Isn’t it time you got the recognition you deserve for the job you do? Be proud of what you do, you are patient safety advocates, let people know that! Tell people what you do and how your adherence to recommended best practice and standards keeps patients safe from HAI’s and SSI’s even though you have no direct patient contact. Celebrate your week with your Team too…Yes You are TEAM…I know the tensions that go on in CSSD/SPD, I have worked all three shifts, unless your department works as a “well oiled machine” one shift helping out the other, you will never garnish the respect your department deserves.
Above all I urge you all to keep yourselves educated and educate others on what you do and why. Always follow recommended best practices, this is what your facility will be audited on by TJC, AAHC, CMS, etc. If you process items “off label” to get things done quicker for a case, it is not the doctor that will be in question in court if there is litigation due to an SSI, it is you. If someone asks you why things are taking so long, tell them you are following the IFU of the manufacturer on reprocessing. Let those who question you see the IFU of what you are reprocessing, unless they have the capability of changing the laws of physics, you are doing things right. Keep yourself abreast of all the newest technologies in Sterile Processing and what is going on in medicine. We live in an ever changing world. The Sterile Processing Department of today is not what it was 30 years ago, instruments have become exceedingly complex and the pathogens we are fighting have become more drug resistant. Keep the IFU’s for all the equipment you reprocess current and learn about the pathogens you are fighting (here is a link to the CDC’s 2013 antibiotic resistant threats to get you started, yes it’s pre Ebola and EV-D68 but those both are Viruses which antibiotics have no effect on. http://www.cdc.gov/drugresistance/threat-report-2013/pdf/ar-threats-2013-508.pdf )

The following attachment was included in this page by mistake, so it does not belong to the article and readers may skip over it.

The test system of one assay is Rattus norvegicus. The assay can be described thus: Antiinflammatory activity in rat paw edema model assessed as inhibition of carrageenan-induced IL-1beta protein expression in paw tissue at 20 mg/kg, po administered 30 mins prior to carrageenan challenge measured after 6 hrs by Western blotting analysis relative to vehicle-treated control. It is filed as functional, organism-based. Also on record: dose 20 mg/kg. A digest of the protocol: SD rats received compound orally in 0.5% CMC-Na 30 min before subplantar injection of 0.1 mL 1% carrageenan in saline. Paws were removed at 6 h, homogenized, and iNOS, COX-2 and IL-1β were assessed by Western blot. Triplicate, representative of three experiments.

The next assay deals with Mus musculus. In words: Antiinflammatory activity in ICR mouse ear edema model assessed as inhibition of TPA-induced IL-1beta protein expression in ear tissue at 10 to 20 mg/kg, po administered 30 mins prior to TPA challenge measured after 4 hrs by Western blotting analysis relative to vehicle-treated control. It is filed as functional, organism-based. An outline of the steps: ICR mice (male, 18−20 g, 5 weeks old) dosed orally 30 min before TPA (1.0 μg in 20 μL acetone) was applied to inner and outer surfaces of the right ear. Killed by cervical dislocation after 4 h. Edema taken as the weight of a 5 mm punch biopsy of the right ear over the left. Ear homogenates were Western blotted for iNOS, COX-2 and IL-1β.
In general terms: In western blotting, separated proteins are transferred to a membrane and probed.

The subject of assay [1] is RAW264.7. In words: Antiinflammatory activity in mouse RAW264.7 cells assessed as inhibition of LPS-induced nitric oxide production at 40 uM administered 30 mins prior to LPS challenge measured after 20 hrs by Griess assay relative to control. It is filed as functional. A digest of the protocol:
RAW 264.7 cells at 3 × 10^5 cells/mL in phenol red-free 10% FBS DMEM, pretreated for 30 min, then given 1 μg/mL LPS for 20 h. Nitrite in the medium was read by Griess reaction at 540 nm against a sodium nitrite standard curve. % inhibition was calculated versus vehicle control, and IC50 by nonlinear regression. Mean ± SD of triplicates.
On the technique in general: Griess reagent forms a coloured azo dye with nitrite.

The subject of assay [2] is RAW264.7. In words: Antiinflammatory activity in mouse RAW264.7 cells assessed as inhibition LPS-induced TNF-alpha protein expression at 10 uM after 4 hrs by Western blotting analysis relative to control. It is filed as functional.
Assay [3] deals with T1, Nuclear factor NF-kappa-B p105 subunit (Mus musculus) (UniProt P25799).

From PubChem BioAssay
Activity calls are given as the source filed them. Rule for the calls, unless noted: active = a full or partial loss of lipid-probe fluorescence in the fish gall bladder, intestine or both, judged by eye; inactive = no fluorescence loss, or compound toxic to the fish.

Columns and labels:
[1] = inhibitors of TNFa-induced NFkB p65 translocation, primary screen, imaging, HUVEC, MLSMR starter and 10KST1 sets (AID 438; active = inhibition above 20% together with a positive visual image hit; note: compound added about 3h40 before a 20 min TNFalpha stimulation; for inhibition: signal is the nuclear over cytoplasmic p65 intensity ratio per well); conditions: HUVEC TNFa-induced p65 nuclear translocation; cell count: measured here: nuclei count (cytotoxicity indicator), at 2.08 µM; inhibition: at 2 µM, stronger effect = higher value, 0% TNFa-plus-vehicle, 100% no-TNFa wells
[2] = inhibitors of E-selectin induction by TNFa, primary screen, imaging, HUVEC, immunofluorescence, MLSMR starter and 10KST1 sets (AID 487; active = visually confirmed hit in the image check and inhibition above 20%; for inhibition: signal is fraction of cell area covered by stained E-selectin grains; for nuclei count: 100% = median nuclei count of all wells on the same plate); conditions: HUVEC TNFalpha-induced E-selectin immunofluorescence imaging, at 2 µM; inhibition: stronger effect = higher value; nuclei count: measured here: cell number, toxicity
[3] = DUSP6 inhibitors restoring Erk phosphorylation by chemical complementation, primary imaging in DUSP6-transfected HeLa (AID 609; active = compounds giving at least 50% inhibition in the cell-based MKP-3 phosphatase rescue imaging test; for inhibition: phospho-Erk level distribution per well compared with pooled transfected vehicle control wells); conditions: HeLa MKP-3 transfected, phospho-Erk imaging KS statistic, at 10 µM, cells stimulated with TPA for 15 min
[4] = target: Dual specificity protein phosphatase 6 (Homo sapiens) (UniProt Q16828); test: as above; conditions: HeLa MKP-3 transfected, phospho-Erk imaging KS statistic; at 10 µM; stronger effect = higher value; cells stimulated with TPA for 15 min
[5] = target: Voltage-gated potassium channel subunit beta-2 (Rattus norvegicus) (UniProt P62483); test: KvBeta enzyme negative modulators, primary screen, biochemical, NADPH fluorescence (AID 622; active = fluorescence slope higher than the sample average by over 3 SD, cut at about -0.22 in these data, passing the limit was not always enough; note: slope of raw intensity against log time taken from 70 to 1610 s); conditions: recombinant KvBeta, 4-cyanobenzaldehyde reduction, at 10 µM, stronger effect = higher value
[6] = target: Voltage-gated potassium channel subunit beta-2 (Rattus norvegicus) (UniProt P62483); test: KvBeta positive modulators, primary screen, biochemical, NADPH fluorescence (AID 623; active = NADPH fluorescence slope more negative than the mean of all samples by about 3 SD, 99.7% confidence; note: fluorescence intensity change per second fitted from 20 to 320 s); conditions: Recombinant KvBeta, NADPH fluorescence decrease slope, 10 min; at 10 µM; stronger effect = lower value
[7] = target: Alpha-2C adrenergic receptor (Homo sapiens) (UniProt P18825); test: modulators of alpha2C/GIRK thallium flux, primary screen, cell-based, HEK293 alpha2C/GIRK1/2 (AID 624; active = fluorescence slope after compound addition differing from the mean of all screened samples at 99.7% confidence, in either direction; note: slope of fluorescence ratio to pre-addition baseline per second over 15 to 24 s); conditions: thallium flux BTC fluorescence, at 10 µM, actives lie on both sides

Above all I want to personally Thank You All for working diligently in the most Important Department in Healthcare!
Our facilities Washer/disinfector cycle is approximately 50 minutes long and many times we run into problems when trays are needed that are still in the washer. Is there any way to shorten the wash time without compromising the cleanliness of the instruments?
Here I would like to first say that if there are trays in the washer that are needed for cases, your facility…
A) Probably needs to increase the inventory of those trays (how a facility can expect to do 15 carpal tunnel cases etc… in a limited amount of time with only 5 trays is ridiculous. The first 5 patients get properly washed and terminally sterilized trays, the remaining 10 don’t? Where is the continuity of care here?)